The Turner scholar C.F. Bell annotated Finberg’s basic 1909 Inventory entry (‘Grand Canal’): ‘from the Rialto Cà Grimani on the left’.1 The view is to the east-south-east, with little differentiation between the various palace façades except for the looming bulk of the Palazzo Grimani on the left; in the foreground at the far right is the Palazzo Papadopoli, with cargo boats moored below. Although the tones and colours of the washes are disrupted by the darkening of the buff paper (see the technical notes below), the light appears to come from behind the viewer, suggesting a morning scene.
A similar San Silvestro viewpoint was adopted for a better-preserved variation on white paper in the contemporary Grand Canal and Giudecca sketchbook (Tate D32137; Turner Bequest CCCXV 21), where the Palazzo Grimani is conspicuous again (Tate D32123; Turner Bequest CCCXV 7), as it is elsewhere in the present subsection;2 compare particularly Tate D32211 (Turner Bequest CCCXVII 26), on similar paper, looking in the opposite direction.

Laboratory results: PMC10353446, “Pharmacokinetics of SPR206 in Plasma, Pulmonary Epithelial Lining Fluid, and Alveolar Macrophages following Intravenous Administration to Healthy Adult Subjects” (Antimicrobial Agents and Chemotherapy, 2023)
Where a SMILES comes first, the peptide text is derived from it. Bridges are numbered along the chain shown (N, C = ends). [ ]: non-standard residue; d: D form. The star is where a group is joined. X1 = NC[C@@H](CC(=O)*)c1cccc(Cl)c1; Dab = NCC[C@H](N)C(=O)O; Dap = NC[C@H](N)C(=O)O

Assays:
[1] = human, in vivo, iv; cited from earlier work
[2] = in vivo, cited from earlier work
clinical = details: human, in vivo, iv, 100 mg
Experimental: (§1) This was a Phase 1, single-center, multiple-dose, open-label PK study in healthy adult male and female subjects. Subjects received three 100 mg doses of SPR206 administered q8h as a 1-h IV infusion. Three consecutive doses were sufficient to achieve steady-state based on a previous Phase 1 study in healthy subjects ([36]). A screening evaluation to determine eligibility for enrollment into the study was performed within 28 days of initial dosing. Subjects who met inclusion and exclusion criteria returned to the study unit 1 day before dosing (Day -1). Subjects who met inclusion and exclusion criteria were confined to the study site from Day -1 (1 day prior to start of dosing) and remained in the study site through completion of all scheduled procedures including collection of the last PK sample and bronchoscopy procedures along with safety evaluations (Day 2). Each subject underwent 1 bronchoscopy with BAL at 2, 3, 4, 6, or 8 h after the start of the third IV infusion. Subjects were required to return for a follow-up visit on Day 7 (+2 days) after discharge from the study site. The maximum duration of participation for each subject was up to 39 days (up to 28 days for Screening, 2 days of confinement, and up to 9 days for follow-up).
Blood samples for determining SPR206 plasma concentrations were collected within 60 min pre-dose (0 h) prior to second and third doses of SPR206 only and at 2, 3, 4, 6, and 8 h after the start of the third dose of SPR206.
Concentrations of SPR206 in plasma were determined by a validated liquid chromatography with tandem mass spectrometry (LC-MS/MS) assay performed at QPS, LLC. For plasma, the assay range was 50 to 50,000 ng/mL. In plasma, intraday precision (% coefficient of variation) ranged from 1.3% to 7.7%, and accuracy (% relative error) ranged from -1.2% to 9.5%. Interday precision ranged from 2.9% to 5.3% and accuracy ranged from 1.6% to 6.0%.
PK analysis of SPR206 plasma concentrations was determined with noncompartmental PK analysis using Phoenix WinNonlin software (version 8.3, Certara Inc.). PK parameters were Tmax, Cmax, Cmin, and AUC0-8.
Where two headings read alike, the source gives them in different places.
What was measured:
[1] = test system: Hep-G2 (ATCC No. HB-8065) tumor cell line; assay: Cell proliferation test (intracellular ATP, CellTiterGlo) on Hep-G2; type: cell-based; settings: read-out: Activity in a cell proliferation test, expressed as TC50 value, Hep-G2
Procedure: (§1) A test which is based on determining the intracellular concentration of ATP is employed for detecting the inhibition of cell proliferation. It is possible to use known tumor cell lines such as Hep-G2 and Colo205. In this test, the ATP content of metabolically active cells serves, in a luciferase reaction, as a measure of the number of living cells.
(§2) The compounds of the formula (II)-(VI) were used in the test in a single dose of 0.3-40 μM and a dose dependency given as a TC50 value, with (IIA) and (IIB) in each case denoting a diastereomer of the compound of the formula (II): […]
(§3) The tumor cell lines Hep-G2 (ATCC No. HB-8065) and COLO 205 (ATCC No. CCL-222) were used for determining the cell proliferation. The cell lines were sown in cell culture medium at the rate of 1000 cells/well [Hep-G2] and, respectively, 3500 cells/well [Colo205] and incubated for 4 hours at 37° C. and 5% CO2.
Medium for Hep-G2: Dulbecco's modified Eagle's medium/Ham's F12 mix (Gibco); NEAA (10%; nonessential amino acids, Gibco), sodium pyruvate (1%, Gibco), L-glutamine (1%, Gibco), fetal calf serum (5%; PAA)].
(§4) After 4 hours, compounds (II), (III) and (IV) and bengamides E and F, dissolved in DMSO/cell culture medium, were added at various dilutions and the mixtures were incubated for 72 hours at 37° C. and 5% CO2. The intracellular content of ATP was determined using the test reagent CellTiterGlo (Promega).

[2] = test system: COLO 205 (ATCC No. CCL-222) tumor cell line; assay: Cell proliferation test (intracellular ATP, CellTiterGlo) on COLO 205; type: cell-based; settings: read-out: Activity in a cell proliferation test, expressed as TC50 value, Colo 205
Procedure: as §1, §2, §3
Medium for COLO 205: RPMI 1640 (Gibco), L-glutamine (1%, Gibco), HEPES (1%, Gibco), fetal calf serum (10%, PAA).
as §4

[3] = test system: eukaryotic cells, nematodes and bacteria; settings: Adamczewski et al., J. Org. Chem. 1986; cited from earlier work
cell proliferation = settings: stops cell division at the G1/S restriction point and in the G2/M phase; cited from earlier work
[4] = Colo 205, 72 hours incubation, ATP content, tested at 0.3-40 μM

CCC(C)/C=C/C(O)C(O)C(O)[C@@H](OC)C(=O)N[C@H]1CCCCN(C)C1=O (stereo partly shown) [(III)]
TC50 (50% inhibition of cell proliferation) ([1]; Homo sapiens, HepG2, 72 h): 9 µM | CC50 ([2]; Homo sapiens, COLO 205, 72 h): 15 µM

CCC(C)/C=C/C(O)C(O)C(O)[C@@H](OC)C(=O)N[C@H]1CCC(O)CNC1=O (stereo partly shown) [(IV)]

Loose pencil work underlies the rapidly applied washes. The paper has darkened considerably owing to prolonged early display, except where a mount protected the edges; this is particularly noticeable on the right, where a wider strip was covered and the blue of the sky retains its brightness. There is also scattered spotting.
This is one of a few 1840 Venice works Ian Warrell has noted as on ‘Pale buff wove paper, produced by an unknown maker, with the watermark: “J W”’:1 Tate D32148–D32149, D32169, D32211, D32219, D32247 (Turner Bequest CCCXVI 11, 12, 32, CCCXVII 26, 34, CCCXVIII 28); see also Venice from the Lagoon (Fitzwilliam Museum, Cambridge),2 and The Rialto, Venice and The Palazzo Balbi on the Grand Canal, Venice (National Gallery of Scotland, Edinburgh).3 Warrell has noted paper conservator Peter Bower’s suggestion ‘that this type of paper was a deliberate forgery of Whatman paper and was possibly produced in Austria’,4 and that the ‘inferior quality has resulted in visible changes to the paper, which is especially prone to fading’.5
‘Appendix: The papers used for Turner’s Venetian Watercolours’ (1840, section 4) in Warrell 2003, p.259.
Andrew Wilton, J.M.W. Turner: His Life and Work, Fribourg 1979, p.464 no.1362, reproduced.
Ibid., respectively p.464 no.1369, reproduced, p.465 no.1372, reproduced.
See Peter Bower, Turner’s Later Papers: A Study of the Manufacture, Selection and Use of his Drawing Papers 1820–1851, exhibition catalogue, Tate Gallery, London 1999, p.110 under no.63.
Warrell 2003, p.259.